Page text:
11. Hello my fellow binrev forum users, I have been away for a while. I got kind of burned out with this whole scene, but I thought I would come back and propose some new projects for those of you with more free time than myself. I have been wanting to do some projects, but just haven't had the time or money to get them started. About a year and a half ago, I was having a lot of fun with hacking some infrared padlocks. The Laserlock and the EZ Padlock were proven to be overrated to say the least. There are many other infrared devices on the market that haven't been publicly exposed yet. I have been debating with myself whether or not I should make public any exploits I find. There are some infrared systems which I am certain are vulnerable, but as I said, I have not made the effort to go after them for aforementioned reasons. It has been brought to my attention that some older vehicles contain infrared locking systems. Jeep Cherokees that were made between the years 1993 and 1995 use infrared remotes. If I had to guess, I would guess that no rolling code was used with that particular infrared system. Releasing an exploit for those vehicles might be more permissible now since most of those vehicles are not around too much anymore since they are so old. There are aftermarket remotes all over ebay if someone wants to buy one and start experimenting. You could capture some signals with Omniremote under Palm OS and send me the Pronto hex code. From there I could construct a database that could try all of the possible codes. Or you could actually do it yourself with LIRC or WinLIRC. http://www.lirc.org I prefer the Palm myself since I think it is easier. Other possibilities exist for some infrared fun. I am sure some of us have seen the plans for the MIRT over at i-hacked.com. http://www.i-hacked.com/content/view/176/44/ A mirt could be made quite easily with LIRC or even OmniRemote, but the downside is the limited range of the PDA's infrared signal. It would be a fun proof of concept though. Mods do exist for some PDA's that might allow such a thing to actually work. I don't really have the money to spend on such things at the moment, but maybe one of you guys do.
  12. I tried a few times but I couldn't receive anything from the car. My friend also thinks this unlikely as he has a spare keyfob at home, both of which can open the car at any time. I had a wonderful black and white camera, but alas its still stuck to the front door of an old apartment I (hopefully) attached a text file with five sequential readings, about 20 seconds apart. They were taken out of range of the car. merc_sequential_readings.txt My friend pointed out the box in his trunk that works the magic, but he's reluctant to let me open it, or the keyfob. In fact he hasn't said much since I opened his car What format is that hex code in that text file, "merc_sequential_readings.txt"?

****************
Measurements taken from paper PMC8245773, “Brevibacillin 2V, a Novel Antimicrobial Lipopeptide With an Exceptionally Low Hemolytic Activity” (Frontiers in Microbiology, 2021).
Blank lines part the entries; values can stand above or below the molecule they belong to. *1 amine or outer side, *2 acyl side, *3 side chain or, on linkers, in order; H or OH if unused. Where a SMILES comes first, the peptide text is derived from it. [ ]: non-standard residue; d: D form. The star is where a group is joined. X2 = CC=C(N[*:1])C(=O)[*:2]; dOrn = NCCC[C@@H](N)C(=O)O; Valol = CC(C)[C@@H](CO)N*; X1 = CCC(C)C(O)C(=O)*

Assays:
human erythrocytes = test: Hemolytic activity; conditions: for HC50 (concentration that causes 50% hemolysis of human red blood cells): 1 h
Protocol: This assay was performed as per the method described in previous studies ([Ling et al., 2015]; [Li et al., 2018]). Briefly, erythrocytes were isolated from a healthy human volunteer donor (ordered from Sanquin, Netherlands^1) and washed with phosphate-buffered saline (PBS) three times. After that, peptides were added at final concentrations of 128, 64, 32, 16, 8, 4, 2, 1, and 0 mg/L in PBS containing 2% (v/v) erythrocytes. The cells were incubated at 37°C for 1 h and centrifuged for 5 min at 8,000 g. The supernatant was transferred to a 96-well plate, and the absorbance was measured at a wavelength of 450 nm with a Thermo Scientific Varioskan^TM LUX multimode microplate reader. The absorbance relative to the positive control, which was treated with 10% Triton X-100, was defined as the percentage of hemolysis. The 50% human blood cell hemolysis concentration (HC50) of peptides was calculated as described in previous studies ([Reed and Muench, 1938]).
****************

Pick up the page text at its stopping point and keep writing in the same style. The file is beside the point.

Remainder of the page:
13. I am working on getting my MCP (Microsoft Certified Professional) certification so that I can get my MCSA certification. This will hopefully lead to me being a drone in the corporate world somewhere where I can make lots of money. Not having an income sucks.
  14. There is a very short scene in the movie, "The Score", when Dinero's character is checking messages on his answering machine. That answering machine is the base receiver for a cordless phone. I know this because I used to be in possession of a similar model of cordless phone. I identified it because of how the voice prompts sound. I am hoping someone knows who makes that model of phone. A lot of those voice prompts are the same across different models of cordless phones. Does anyone know what manufacturer of phone is in that scene in the movie? You have the voice prompts to listen to in the movie and you might catch a glimpse of it, too. I figured this would be a good place to ask since the binrev demographic probably loves this movie and phones as well.
  15. I am pretty sure it is a Panasonic cordless phone after listening to it again. If you want to hear what I am talking about, then look for it at almost 54 minutes into the movie. It is right after the scene when Deniro's character calls the computer criminal/gamer guy and asks him to participate in the heist.